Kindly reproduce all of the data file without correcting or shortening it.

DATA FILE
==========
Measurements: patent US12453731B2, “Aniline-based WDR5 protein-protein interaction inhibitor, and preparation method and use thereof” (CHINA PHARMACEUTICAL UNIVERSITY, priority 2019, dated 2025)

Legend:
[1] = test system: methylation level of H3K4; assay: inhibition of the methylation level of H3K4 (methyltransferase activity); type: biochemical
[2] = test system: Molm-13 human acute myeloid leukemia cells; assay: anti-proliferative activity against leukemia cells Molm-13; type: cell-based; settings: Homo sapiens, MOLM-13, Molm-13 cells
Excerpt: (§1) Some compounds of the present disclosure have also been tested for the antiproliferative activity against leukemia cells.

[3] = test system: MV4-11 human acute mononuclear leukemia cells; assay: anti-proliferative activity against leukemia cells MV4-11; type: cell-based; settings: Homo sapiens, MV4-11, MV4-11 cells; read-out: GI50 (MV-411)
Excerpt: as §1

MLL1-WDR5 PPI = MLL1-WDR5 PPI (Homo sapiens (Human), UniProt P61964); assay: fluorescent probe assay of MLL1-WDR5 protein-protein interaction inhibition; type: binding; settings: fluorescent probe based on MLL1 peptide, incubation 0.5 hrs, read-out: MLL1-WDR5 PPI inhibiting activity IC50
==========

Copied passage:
Measurements: patent US12453731B2, “Aniline-based WDR5 protein-protein interaction inhibitor, and preparation method and use thereof” (CHINA PHARMACEUTICAL UNIVERSITY, priority 2019, dated 2025)

Legend:
[1] = test system: methylation level of H3K4; assay: inhibition of the methylation level of H3K4 (methyltransferase activity); type: biochemical
[2] = test system: Molm-13 human acute myeloid leukemia cells; assay: anti-proliferative activity against leukemia cells Molm-13; type: cell-based; settings: Homo sapiens, MOLM-13, Molm-13 cells
Excerpt: (§1) Some compounds of the present disclosure have also been tested for the antiproliferative activity against leukemia cells.

[3] = test system: MV4-11 human acute mononuclear leukemia cells; assay: anti-proliferative activity against leukemia cells MV4-11; type: cell-based; settings: Homo sapiens, MV4-11, MV4-11 cells; read-out: GI50 (MV-411)
Excerpt: as §1

MLL1-WDR5 PPI = MLL1-WDR5 PPI (Homo sapiens (Human), UniProt P61964); assay: fluorescent probe assay of MLL1-WDR5 protein-protein interaction inhibition; type: binding; settings: fluorescent probe based on MLL1 peptide, incubation 0.5 hrs, read-out: MLL1-WDR5 PPI inhibiting activity IC50